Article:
By Kimberly Amato
Kimberly Amato says that she is a member of a club she didn’t want to join—the bereaved parents club. Ten years ago, on the weekend before Christmas, she lost her three-year-old daughter Meghan in an accident; a nightmare that, as a father, I can’t imagine. I hesitated to read her book because it addresses my worst fear, but I’m glad that I did.
Amato wrote her book, Out of the Darkness, for two main reasons: to help other bereaved parents and to guide those who support bereaved parents. I found her advice and perspective enlightening. Some is, or should be, common sense:
“Please. Be respectful. Now is not the time for opinions.”
But there is a lot that I would have never thought of:
“Don’t touch, move, or do anything without the permission of the child’s parents. It may seem simple to wash the dishes, but maybe that parent wanted that last cup the child drank out of left dirty because it’s suddenly sacred.”
Amato has two sons; one is Meghan’s twin, and the other is three years older. So she also has a lot to say regarding helping young children understand and deal with a child’s death:
“One word of advice, do not lie. Do not speak in vague terms. Don’t say the child that died is ‘sleeping’ or has ‘gone away’….Make sure they understand the permanence of death at an age appropriate level.”
A couple of points stressed many times are that everyone’s experience in dealing with death is different, and that no one else can really “understand” what they are going through. Especially if you are talking to someone who has lost a child, of any age, and you haven’t experienced that:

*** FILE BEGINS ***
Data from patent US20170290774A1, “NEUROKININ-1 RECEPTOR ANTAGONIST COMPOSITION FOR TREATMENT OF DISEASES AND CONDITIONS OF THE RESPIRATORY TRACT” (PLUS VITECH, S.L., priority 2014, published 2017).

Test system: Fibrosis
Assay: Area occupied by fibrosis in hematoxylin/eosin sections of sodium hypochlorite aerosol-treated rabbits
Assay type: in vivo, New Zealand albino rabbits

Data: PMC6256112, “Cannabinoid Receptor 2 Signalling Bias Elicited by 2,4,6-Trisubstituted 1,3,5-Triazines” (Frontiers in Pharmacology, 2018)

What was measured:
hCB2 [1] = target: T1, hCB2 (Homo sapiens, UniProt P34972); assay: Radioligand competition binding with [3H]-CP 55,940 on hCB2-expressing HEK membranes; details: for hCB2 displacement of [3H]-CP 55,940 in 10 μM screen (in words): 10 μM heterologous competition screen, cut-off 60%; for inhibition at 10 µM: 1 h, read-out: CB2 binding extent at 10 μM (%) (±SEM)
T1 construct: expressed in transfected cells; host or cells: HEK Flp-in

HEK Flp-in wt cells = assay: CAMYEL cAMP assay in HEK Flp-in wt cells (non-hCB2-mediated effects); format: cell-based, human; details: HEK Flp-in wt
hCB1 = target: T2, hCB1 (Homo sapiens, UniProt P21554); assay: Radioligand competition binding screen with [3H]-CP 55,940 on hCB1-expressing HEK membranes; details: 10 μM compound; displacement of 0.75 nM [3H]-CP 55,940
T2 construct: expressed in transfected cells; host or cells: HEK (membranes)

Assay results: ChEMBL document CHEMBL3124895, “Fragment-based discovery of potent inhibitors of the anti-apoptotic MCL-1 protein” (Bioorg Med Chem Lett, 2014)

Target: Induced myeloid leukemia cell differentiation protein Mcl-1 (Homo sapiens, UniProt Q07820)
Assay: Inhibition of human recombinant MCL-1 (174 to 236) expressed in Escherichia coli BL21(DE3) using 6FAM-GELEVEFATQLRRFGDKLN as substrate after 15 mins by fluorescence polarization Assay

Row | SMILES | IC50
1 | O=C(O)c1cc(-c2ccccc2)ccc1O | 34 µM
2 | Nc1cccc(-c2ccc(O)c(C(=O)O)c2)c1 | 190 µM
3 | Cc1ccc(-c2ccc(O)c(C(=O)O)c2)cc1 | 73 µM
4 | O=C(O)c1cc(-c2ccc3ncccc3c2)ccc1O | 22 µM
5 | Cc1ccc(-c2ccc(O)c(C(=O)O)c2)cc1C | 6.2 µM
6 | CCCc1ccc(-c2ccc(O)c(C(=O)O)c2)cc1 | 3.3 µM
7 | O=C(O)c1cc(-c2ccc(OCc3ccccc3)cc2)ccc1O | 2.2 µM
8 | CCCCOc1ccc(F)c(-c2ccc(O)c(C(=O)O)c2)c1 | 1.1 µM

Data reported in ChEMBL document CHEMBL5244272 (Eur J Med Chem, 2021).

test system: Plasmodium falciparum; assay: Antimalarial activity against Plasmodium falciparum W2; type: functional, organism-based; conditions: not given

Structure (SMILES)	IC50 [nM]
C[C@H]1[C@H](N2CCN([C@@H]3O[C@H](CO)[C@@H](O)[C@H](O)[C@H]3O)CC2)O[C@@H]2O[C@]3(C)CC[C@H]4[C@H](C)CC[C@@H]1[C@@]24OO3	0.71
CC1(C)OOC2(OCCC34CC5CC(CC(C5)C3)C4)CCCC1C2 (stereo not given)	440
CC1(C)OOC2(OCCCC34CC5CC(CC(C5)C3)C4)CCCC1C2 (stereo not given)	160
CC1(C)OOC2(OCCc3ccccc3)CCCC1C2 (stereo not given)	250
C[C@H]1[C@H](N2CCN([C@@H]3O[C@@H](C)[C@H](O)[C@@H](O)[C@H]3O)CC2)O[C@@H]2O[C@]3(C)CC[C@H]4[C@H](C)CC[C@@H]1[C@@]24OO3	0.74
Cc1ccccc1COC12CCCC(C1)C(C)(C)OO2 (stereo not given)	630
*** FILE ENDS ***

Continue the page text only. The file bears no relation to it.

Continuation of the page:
“You don’t know how they feel, so don’t say you do or that you can ‘imagine’ how they feel. Just don’t…”
For the grieving she writes:
“No one has the right to tell you what you can and can’t grieve over or how to grieve. You are entitled to feel the way you feel and no one can take that away from you.”
“It’s okay to laugh and have fun….It’s okay to cry….It’s okay to ask, ‘Why’ or ‘Why me?’”
I’m thankful that I can’t review this book from the perspective of a parent who has lost a child. But Ms. Amato, through writing about her own story in an honest and detailed way, gave me a little insight into her thoughts and feelings and the horror of the experience:
“I asked, ‘Can I see her?’ They answered, ‘Yes, in a few minutes.’ Then they left us to collapse into despair and the horror of the fact our gorgeous little girl was gone forever.”
Whether this book will help another bereaved parent depends on that parent and their experience. But I do know that it will be helpful to those who help a family member, friend, or acquaintance deal with the loss of a child. Amato keeps clear of empty phrases that are supposed to bring comfort (but, in her experience, only caused anger), and offers wise and practical advice. This book is not fun to read, but it’s definitely worthwhile.